Piston skirts may distort due to there not being enough running clearance between piston and cylinder. Gudgeon or small end pins may push or wear through the circular clips that keep them located causing irreversible damage to cylinder and piston. Rings may break causing damage to the cylinder. Small end bushes may seize due to incorrect sizing or overheating causing loads of damage. Pistons may seize due to bad running in. At Stotfold engineering we have seen engines with holes burnt through the crowns of pistons due to preignition caused by to lean a carb mixture, I.E. Too much air to petrol mixture. Petrol plays a massive cooling role in the combustion chamber. A liner is employed in engines with aluminium or magnesium barrels, liners can be made from close grain cast iron or steel. Liners are put into barrels that have been heated and the liner cooled, the liner is then slid into the barrel casting and allowed to cool, we have made liners as thin as 2.5mm thick.
There is also the wet liner , this is a liner that has quite a thick section, the cylinder block, usually a car, has water ways in it to aid cooling. The block is machined or bored out breaking into the waterways then the wet liner is let into the block so when fitted, the liner has cooling water around a large area of its body.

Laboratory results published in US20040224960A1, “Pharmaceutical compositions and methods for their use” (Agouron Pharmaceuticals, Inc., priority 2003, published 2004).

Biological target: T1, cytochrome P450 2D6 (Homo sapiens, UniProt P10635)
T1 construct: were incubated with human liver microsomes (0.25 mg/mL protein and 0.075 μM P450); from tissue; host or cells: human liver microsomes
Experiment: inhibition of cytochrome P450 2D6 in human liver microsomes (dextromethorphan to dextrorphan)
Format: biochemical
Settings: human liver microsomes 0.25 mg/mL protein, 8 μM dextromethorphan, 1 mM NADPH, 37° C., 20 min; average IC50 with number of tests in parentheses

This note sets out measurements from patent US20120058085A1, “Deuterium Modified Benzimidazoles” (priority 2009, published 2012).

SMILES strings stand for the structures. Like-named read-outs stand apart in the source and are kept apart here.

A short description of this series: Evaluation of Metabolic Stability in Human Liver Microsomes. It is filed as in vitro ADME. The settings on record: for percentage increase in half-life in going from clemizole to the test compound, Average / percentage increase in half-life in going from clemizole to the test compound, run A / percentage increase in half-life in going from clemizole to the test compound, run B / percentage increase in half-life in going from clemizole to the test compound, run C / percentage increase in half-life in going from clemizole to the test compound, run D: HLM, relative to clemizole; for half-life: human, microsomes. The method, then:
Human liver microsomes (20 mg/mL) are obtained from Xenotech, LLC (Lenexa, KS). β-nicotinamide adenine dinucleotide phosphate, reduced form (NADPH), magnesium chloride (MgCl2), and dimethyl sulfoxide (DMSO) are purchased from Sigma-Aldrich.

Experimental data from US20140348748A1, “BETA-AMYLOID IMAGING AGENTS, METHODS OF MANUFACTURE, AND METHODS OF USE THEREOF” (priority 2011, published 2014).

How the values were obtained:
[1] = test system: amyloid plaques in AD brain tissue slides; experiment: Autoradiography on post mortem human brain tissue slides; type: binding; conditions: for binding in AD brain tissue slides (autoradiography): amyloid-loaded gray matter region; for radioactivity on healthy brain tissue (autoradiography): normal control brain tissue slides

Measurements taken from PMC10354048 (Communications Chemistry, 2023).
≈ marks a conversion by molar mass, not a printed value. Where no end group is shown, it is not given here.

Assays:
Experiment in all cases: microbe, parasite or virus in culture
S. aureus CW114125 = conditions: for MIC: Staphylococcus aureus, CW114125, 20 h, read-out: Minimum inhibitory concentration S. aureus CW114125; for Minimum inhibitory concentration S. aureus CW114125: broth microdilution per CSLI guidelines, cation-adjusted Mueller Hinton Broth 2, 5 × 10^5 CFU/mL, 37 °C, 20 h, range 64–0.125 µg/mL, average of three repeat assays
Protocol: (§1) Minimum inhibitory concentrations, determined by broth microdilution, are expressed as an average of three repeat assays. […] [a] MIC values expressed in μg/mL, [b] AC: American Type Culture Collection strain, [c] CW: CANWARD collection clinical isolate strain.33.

There are of course coatings that can deposited on the cylinder bores, usually on 2 stroke engines. The barrel is cast in a foundry and then machined or bored to a given size, the barrels are usually cast in magnesium or aluminium. After the boring process is done the barrel bore is then Nikasil coated employing an electroplating system or it can be sprayed internally with ceramic coating, both processes will need diamond honing tools to finish the bores.
The general rules of reboring cylinders.
A cylinder or barrel is presented to us and we will assess the amount of wear that has taken place, usually this will be the next size up for the new piston, +.010″ for British bikes or .1mm for European or Japanese bikes we will then place the barrel or cylinder block on the boring machine and bore them out using a tungsten carbide cutting tip. To get the best finish we leave about .0005thou smaller than the finished size that we need. The .0005thou is needed for the honing process that will leave a swirl pattern within the cylinder bore. Prior to the 1960’s barrels were not honed as the cylinder boring process would give a perfect enough finish. Almost all Japanese motor manufacturers for instance hone there barrels which gives a nice “run in” finish with nice swirl patterns within the bore.